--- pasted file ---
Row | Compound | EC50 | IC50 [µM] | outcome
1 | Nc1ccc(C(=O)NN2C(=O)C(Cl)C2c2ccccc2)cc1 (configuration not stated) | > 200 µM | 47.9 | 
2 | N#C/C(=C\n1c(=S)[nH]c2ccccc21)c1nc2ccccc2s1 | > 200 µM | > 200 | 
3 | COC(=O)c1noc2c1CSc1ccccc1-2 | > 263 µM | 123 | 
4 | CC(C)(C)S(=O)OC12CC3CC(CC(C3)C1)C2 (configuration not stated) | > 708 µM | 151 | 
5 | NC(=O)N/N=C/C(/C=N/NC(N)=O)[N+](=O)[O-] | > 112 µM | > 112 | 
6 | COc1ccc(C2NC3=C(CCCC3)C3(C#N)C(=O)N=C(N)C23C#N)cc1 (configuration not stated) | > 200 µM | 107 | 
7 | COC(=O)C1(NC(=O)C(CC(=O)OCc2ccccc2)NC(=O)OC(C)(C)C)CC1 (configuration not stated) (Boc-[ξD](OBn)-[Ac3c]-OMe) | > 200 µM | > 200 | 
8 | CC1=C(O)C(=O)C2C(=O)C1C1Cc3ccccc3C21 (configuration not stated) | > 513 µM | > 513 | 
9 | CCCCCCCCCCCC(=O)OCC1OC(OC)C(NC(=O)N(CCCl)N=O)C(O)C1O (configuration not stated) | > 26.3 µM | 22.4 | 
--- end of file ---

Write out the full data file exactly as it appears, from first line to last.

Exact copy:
Row | Compound | EC50 | IC50 [µM] | outcome
1 | Nc1ccc(C(=O)NN2C(=O)C(Cl)C2c2ccccc2)cc1 (configuration not stated) | > 200 µM | 47.9 | 
2 | N#C/C(=C\n1c(=S)[nH]c2ccccc21)c1nc2ccccc2s1 | > 200 µM | > 200 | 
3 | COC(=O)c1noc2c1CSc1ccccc1-2 | > 263 µM | 123 | 
4 | CC(C)(C)S(=O)OC12CC3CC(CC(C3)C1)C2 (configuration not stated) | > 708 µM | 151 | 
5 | NC(=O)N/N=C/C(/C=N/NC(N)=O)[N+](=O)[O-] | > 112 µM | > 112 | 
6 | COc1ccc(C2NC3=C(CCCC3)C3(C#N)C(=O)N=C(N)C23C#N)cc1 (configuration not stated) | > 200 µM | 107 | 
7 | COC(=O)C1(NC(=O)C(CC(=O)OCc2ccccc2)NC(=O)OC(C)(C)C)CC1 (configuration not stated) (Boc-[ξD](OBn)-[Ac3c]-OMe) | > 200 µM | > 200 | 
8 | CC1=C(O)C(=O)C2C(=O)C1C1Cc3ccccc3C21 (configuration not stated) | > 513 µM | > 513 | 
9 | CCCCCCCCCCCC(=O)OCC1OC(OC)C(NC(=O)N(CCCl)N=O)C(O)C1O (configuration not stated) | > 26.3 µM | 22.4 | 